Basil - Ociumum basilicum

Basil essential oil smells just like the fresh-cut basil and instantly brings clarity to the mind and activates the senses when used for aromatherapy. In aromatherapy the oil also is diffused to boost activity in the adrenal cortex to stimulate mind and intellect.   It is also used in esthetic treatments to stimulate a sluggish complexion when a few drops are added to a facial steam or used in a massage blend to improve circulation

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Data sheet

County of Origin India
Botanical Family Labiatae
Chemical Family Monoterpenols
Approx. Shelf Life 5 years
Plant Parts Leaves, flowering tops
Note Classification Top
Method of Extraction Steam Distilled
Blends well with Bergamot, Black Pepper, Clary Sage, Geranium, Hyssop, Lavender, Marjoram, Neroil

More info

History: In Greek its name means 'royal remedy' or 'king'. In the 16th century, powdered basil was used to treat migraines and chest infections. The ancient Egyptians believed that it would open the gates of heaven to a dying person, and the Hindus use Basil sprigs to protect the dead from evil while in transition between lives. Western European lore sometimes claimed that it was a symbol of evil, while the Eastern Orthodox Church used it in the making of holy water.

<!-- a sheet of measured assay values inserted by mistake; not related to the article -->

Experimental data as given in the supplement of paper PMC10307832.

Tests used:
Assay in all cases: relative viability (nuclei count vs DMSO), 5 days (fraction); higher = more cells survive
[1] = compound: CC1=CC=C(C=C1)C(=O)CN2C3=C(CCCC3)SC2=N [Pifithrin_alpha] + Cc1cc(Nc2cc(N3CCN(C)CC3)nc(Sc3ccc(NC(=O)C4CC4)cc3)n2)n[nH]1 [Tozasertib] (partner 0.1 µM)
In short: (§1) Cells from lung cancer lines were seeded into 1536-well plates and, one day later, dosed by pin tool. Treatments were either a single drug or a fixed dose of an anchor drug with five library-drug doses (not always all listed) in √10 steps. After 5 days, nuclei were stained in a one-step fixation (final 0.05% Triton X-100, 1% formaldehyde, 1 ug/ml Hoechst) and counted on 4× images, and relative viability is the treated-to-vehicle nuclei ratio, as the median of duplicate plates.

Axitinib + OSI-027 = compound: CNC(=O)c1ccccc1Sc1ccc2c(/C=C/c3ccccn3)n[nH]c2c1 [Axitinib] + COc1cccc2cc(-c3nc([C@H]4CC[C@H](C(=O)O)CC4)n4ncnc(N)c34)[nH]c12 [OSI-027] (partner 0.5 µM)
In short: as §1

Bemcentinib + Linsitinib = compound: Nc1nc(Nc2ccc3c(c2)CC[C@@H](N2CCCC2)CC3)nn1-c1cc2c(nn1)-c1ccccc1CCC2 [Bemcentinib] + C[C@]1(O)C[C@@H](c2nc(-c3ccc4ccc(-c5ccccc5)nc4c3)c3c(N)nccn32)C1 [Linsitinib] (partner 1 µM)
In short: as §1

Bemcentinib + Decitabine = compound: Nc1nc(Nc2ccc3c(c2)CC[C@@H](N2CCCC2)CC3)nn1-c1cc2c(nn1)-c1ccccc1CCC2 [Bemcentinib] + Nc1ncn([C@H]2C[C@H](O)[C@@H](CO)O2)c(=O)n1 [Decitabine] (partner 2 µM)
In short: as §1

Characteristics: Basil has a sweet, spicy, fresh scent with a faint balsamic woody back note and a lasting sweetness that makes for a strong top note. This is almost colorless to a pale amber colour with a thin consistency.

Clinical Studies: This herbaceous, slightly camphorous smelling pure oil is commonly used in insect repellent and insect bite creams as well as in many bronchitis, cold and cough inhalants. 

Indications:

Personality Profile:

Subtle Aromatherapy:

Mode of Administration:

Safety: Dilute before use; for external use only. May cause skin irritation in some individuals; a skin test is recommended prior to use. Contact with eyes should be avoided.

References:
Battaglia, S.  The Complete Guide to Aromatherapy. The International Centre of Holistic Aromatherapy, Australia, 2005